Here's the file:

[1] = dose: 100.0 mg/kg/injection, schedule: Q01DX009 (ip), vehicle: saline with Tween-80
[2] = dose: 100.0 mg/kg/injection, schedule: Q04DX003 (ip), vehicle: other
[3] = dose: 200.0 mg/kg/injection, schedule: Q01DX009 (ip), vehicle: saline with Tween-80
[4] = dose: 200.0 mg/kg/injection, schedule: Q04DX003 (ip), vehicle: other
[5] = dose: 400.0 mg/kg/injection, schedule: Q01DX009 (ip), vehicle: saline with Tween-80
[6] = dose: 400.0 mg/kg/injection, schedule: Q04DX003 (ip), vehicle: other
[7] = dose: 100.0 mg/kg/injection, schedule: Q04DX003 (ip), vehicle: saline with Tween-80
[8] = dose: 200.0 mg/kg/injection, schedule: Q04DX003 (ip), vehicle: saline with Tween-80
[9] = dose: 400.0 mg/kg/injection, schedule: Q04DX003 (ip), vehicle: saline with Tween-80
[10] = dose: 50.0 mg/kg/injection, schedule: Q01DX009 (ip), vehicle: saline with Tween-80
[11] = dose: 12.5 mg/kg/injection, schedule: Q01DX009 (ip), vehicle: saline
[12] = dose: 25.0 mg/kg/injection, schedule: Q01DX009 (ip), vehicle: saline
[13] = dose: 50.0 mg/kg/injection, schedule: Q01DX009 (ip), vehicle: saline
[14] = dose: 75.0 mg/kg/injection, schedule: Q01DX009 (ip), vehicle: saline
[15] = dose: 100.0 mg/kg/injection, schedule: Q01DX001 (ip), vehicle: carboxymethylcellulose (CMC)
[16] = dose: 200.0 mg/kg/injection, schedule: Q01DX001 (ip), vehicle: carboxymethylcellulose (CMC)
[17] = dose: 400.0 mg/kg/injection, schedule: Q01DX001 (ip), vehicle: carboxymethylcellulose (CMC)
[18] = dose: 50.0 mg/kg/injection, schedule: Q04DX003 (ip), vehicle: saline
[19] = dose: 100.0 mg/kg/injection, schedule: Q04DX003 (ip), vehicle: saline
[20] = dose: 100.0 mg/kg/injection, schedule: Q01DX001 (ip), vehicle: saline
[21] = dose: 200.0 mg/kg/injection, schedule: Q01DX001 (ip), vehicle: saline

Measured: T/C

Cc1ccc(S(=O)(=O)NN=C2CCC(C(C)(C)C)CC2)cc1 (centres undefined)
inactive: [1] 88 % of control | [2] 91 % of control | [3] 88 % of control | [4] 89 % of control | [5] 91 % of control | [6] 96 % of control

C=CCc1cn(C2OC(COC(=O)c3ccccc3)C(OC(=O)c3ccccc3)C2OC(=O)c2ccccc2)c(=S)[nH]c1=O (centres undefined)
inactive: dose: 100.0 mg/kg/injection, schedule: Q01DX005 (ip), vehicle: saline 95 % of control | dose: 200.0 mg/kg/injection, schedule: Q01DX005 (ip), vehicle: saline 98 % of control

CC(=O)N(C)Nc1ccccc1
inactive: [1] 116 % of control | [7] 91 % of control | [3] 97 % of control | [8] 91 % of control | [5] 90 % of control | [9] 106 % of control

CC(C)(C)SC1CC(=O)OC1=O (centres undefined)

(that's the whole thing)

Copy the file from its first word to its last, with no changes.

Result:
[1] = dose: 100.0 mg/kg/injection, schedule: Q01DX009 (ip), vehicle: saline with Tween-80
[2] = dose: 100.0 mg/kg/injection, schedule: Q04DX003 (ip), vehicle: other
[3] = dose: 200.0 mg/kg/injection, schedule: Q01DX009 (ip), vehicle: saline with Tween-80
[4] = dose: 200.0 mg/kg/injection, schedule: Q04DX003 (ip), vehicle: other
[5] = dose: 400.0 mg/kg/injection, schedule: Q01DX009 (ip), vehicle: saline with Tween-80
[6] = dose: 400.0 mg/kg/injection, schedule: Q04DX003 (ip), vehicle: other
[7] = dose: 100.0 mg/kg/injection, schedule: Q04DX003 (ip), vehicle: saline with Tween-80
[8] = dose: 200.0 mg/kg/injection, schedule: Q04DX003 (ip), vehicle: saline with Tween-80
[9] = dose: 400.0 mg/kg/injection, schedule: Q04DX003 (ip), vehicle: saline with Tween-80
[10] = dose: 50.0 mg/kg/injection, schedule: Q01DX009 (ip), vehicle: saline with Tween-80
[11] = dose: 12.5 mg/kg/injection, schedule: Q01DX009 (ip), vehicle: saline
[12] = dose: 25.0 mg/kg/injection, schedule: Q01DX009 (ip), vehicle: saline
[13] = dose: 50.0 mg/kg/injection, schedule: Q01DX009 (ip), vehicle: saline
[14] = dose: 75.0 mg/kg/injection, schedule: Q01DX009 (ip), vehicle: saline
[15] = dose: 100.0 mg/kg/injection, schedule: Q01DX001 (ip), vehicle: carboxymethylcellulose (CMC)
[16] = dose: 200.0 mg/kg/injection, schedule: Q01DX001 (ip), vehicle: carboxymethylcellulose (CMC)
[17] = dose: 400.0 mg/kg/injection, schedule: Q01DX001 (ip), vehicle: carboxymethylcellulose (CMC)
[18] = dose: 50.0 mg/kg/injection, schedule: Q04DX003 (ip), vehicle: saline
[19] = dose: 100.0 mg/kg/injection, schedule: Q04DX003 (ip), vehicle: saline
[20] = dose: 100.0 mg/kg/injection, schedule: Q01DX001 (ip), vehicle: saline
[21] = dose: 200.0 mg/kg/injection, schedule: Q01DX001 (ip), vehicle: saline

Measured: T/C

Cc1ccc(S(=O)(=O)NN=C2CCC(C(C)(C)C)CC2)cc1 (centres undefined)
inactive: [1] 88 % of control | [2] 91 % of control | [3] 88 % of control | [4] 89 % of control | [5] 91 % of control | [6] 96 % of control

C=CCc1cn(C2OC(COC(=O)c3ccccc3)C(OC(=O)c3ccccc3)C2OC(=O)c2ccccc2)c(=S)[nH]c1=O (centres undefined)
inactive: dose: 100.0 mg/kg/injection, schedule: Q01DX005 (ip), vehicle: saline 95 % of control | dose: 200.0 mg/kg/injection, schedule: Q01DX005 (ip), vehicle: saline 98 % of control

CC(=O)N(C)Nc1ccccc1
inactive: [1] 116 % of control | [7] 91 % of control | [3] 97 % of control | [8] 91 % of control | [5] 90 % of control | [9] 106 % of control

CC(C)(C)SC1CC(=O)OC1=O (centres undefined)